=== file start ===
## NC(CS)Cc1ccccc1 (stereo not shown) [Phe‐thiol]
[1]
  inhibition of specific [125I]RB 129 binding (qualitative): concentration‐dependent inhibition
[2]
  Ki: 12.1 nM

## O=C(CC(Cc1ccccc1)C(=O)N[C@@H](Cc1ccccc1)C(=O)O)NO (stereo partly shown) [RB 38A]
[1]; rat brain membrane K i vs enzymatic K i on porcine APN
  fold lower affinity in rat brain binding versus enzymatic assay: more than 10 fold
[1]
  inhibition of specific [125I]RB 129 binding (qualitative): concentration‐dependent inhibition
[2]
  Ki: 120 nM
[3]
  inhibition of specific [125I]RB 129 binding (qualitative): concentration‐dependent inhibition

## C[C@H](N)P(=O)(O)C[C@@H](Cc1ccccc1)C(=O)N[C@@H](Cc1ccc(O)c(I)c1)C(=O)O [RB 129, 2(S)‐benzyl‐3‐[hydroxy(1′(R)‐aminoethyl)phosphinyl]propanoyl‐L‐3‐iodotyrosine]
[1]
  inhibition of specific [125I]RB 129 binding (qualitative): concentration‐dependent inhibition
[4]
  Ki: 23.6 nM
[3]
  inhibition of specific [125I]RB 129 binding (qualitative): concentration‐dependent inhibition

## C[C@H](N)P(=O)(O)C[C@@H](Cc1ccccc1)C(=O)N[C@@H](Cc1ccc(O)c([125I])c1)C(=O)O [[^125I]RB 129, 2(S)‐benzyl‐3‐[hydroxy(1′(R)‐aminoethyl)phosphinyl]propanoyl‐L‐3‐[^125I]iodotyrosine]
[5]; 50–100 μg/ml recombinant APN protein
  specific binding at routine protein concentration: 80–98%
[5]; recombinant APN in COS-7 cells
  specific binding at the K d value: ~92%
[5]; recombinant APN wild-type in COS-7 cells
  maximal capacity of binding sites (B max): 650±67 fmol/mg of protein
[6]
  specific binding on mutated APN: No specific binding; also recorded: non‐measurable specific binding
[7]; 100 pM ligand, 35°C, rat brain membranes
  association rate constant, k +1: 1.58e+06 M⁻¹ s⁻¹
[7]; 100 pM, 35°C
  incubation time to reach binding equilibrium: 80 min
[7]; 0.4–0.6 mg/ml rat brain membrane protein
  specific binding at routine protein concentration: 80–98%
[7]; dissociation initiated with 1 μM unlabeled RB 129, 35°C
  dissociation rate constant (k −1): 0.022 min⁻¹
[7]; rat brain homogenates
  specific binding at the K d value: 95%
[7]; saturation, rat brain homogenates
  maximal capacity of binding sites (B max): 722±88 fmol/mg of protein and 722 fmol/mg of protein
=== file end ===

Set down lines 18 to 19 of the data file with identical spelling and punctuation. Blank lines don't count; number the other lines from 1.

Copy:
[4]
  Ki: 23.6 nM